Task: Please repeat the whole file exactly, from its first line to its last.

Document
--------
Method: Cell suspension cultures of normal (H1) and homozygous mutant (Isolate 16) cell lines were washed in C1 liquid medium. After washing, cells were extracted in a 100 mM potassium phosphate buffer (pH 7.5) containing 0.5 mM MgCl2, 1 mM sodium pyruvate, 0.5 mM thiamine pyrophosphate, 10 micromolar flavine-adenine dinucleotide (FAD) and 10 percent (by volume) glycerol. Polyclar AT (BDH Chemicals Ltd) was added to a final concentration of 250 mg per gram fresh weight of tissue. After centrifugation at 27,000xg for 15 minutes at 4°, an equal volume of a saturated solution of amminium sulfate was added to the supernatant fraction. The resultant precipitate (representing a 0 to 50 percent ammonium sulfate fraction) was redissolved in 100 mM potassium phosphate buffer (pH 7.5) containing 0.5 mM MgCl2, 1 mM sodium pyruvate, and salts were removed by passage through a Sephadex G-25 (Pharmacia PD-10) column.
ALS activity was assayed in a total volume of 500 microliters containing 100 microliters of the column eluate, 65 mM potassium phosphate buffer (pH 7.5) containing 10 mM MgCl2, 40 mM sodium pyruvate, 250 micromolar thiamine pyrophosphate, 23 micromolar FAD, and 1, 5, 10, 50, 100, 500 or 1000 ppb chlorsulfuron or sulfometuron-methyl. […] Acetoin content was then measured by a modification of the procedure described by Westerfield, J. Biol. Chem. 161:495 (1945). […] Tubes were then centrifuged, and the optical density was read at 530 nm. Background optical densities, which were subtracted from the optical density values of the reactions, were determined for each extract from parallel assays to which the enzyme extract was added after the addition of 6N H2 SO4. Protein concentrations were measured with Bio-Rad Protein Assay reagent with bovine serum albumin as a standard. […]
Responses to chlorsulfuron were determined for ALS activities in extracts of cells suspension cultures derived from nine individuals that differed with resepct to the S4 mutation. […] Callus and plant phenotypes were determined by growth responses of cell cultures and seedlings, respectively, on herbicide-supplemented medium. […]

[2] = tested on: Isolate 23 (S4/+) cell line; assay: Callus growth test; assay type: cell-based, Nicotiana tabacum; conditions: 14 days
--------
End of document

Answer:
Method: Cell suspension cultures of normal (H1) and homozygous mutant (Isolate 16) cell lines were washed in C1 liquid medium. After washing, cells were extracted in a 100 mM potassium phosphate buffer (pH 7.5) containing 0.5 mM MgCl2, 1 mM sodium pyruvate, 0.5 mM thiamine pyrophosphate, 10 micromolar flavine-adenine dinucleotide (FAD) and 10 percent (by volume) glycerol. Polyclar AT (BDH Chemicals Ltd) was added to a final concentration of 250 mg per gram fresh weight of tissue. After centrifugation at 27,000xg for 15 minutes at 4°, an equal volume of a saturated solution of amminium sulfate was added to the supernatant fraction. The resultant precipitate (representing a 0 to 50 percent ammonium sulfate fraction) was redissolved in 100 mM potassium phosphate buffer (pH 7.5) containing 0.5 mM MgCl2, 1 mM sodium pyruvate, and salts were removed by passage through a Sephadex G-25 (Pharmacia PD-10) column.
ALS activity was assayed in a total volume of 500 microliters containing 100 microliters of the column eluate, 65 mM potassium phosphate buffer (pH 7.5) containing 10 mM MgCl2, 40 mM sodium pyruvate, 250 micromolar thiamine pyrophosphate, 23 micromolar FAD, and 1, 5, 10, 50, 100, 500 or 1000 ppb chlorsulfuron or sulfometuron-methyl. […] Acetoin content was then measured by a modification of the procedure described by Westerfield, J. Biol. Chem. 161:495 (1945). […] Tubes were then centrifuged, and the optical density was read at 530 nm. Background optical densities, which were subtracted from the optical density values of the reactions, were determined for each extract from parallel assays to which the enzyme extract was added after the addition of 6N H2 SO4. Protein concentrations were measured with Bio-Rad Protein Assay reagent with bovine serum albumin as a standard. […]
Responses to chlorsulfuron were determined for ALS activities in extracts of cells suspension cultures derived from nine individuals that differed with resepct to the S4 mutation. […] Callus and plant phenotypes were determined by growth responses of cell cultures and seedlings, respectively, on herbicide-supplemented medium. […]

[2] = tested on: Isolate 23 (S4/+) cell line; assay: Callus growth test; assay type: cell-based, Nicotiana tabacum; conditions: 14 days